From Longman Dictionary of Contemporary Englishcrisiscri‧sis /ˈkraɪsɪs/ ●●○ S3 W3 noun (plural crises /-siːz/) [countable, uncountable] 1 SERIOUS SITUATIONa situation in which there are a lot of problems that must be dealt with quickly so that the situation does not get worse or more dangerous → emergency The country now faces an economic crisis. The prime minister was criticized for the way in which he handled the crisis. the current debt crisis a major political crisis I was relieved that we had averted yet another financial crisis. Oil companies were heavily criticized when they made large profits during the oil crisis of the 1970s. The car industry is now in crisis. He doesn’t seem to be very good at crisis management.2 SERIOUS SITUATIONa time when a personal emotional problem or situation has reached its worst point an emotional crisis In times of crisis, you find out who your real friends are. He seems to be going through a crisis. She has reached a crisis point in her career. Both parties experienced an identity crisis (=feeling of uncertainty about their purpose) at the end of the '90s.3 → crisis of confidence4 → crisis of conscience → midlife crisisCOLLOCATIONSadjectivesan economic/political/financial etc crisisThe country was headed into an economic crisis.a constitutional crisis (=relating to the way a country is governed)The scandal caused the greatest constitutional crisis of modern times.a major/serious/deep/severe crisisOur farming industry has been hit by a serious crisis.a worsening/deepening crisisThe strikes came during a worsening economic crisis.verbscreate/cause/provoke a crisisThe people fled the country, creating a huge refugee crisis.precipitate a crisis formal (=start one)The rising oil prices precipitated an energy crisis.face a crisisMany families are facing a debt crisis.resolve/overcome a crisis (=deal with it so that it no longer exists)We still hope that the hostage crisis can be resolved by negotiation.handle a crisis (=deal with one)Can he handle the crisis in our prisons?defuse a crisis (=stop it developing further)Diplomatic efforts to defuse the crisis have failed.avert a crisis (=stop it happening)More talks were proposed in an attempt to avert the crisis.NOUN + crisisa debt/food/housing etc crisisThe failure of the crop this year will create a food crisis.a cash crisis (=a lack of money)In April the company sold another 30% of its stock to ease its cash crisis.an energy/oil/fuel crisisThere is an energy crisis here, with power cuts happening daily.crisis + NOUNcrisis management (=dealing with a crisis)Most of my job consists of crisis management.crisis point (=the point at which a problem becomes a crisis)Events were now reaching crisis point.a crisis situationEmergency powers were needed to deal with the crisis situation.crisis talks (=discussions about a crisis)The Prime Minister went back to London for crisis talks.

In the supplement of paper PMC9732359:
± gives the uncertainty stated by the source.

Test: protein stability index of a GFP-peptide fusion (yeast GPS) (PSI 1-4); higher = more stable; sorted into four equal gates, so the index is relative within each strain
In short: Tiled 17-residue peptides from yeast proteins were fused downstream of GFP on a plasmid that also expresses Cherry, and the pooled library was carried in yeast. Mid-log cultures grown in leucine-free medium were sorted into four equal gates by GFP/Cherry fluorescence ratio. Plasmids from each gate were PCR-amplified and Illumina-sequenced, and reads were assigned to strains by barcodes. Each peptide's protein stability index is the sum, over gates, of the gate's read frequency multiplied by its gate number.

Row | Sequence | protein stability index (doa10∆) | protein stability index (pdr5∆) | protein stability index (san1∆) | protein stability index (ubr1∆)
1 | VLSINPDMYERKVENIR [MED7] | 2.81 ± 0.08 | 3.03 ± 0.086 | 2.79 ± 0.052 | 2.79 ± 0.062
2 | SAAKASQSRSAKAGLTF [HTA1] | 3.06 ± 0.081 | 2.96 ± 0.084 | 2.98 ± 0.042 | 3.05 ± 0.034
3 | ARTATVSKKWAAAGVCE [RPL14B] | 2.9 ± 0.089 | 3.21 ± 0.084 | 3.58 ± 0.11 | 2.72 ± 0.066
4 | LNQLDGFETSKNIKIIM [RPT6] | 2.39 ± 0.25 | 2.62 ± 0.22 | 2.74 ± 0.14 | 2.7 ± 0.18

Examples from the Corpuscrisis• We need someone who can stay calm in a crisis.• The President announced his resignation, sparking a crisis in the government.• Their marriage was going through a crisis which almost ended in divorce.• When a crisis or dilemma arises, such an organization will resort under duress to its customary self-defeating practices.• In recent years, the country has suffered a profound political and economic crisis, and depravation is acute.• Cars lined up for gas during the energy crisis of 1972.• a charity set up to help families in crisis• The Health Service is in crisis.• She's written a book about the Cuban missile crisis.• The Cuban missile crisis in 1960 was probably the closest we have been to nuclear war.• In times of crisis you find out who your real friends are.• Gold and cash reserves fell by around £2 billion as a result of the sterling crisis.• At the airport, crews from many nations prepare to fly to the crisis centre.• Babcock countered that the plant's operators had all the information that they needed to cope with the crisis.• The crisis became a pretext for advocating cuts in public spending of every kind.economic crisis• Another consequence of the war and economic crisis has been an increasing dependence on external aid.• He had only a tiny parliamentary majority, and Britain was in the grip of another economic crisis.• Others fret that the system might not provide enough help in times of rural economic crisis.• The devaluation or revaluation of a currency against the dollar was permitted only when a country faced a severe economic crisis.• This is the last thing President Mikhail Gorbachev needs, as he tries to contain a staggering economic crisis.• The Rao government moved swiftly to try and tackle the economic crisis.• When economic crisis and agricultural crisis coincide labor really gets squeezed.crisis point• When these conflicts reach a crisis point, existing dominant groups always fight to maintain the anachronistic form of social organization.• I came to a crisis point and knew I had to do something to sort myself out.• Michael Lynagh - below his best, but hits the mark on crisis point.• Now the process has reached crisis point: the organization is about to go bust.• Recent employee relations surveys had reached an all-time low-significantly below the crisis point in practically every area.• Events were now reaching the crisis point.• It was at this crisis point in his career, now aged 32, that Gallacher signed for Derby County.From Longman Business Dictionarycrisiscri‧sis /ˈkraɪsɪs/ noun (plural crises /-siːz/) [countable, uncountable]1a period of great difficulty, danger, or uncertainty, especially in politics or economicsOpposition leaders accused the president of ignoring the country’s growing economic crisis.Many Americans still remember the long lines at gas stations during the energy crisis of 1972.2crisis of confidence a time when people no longer have confidence in something and no longer support itThere seems to be a crisis of confidence in the economy.Origin crisis (1400-1500) Latin Greek krisis “decision”, from krinein; → CRITERION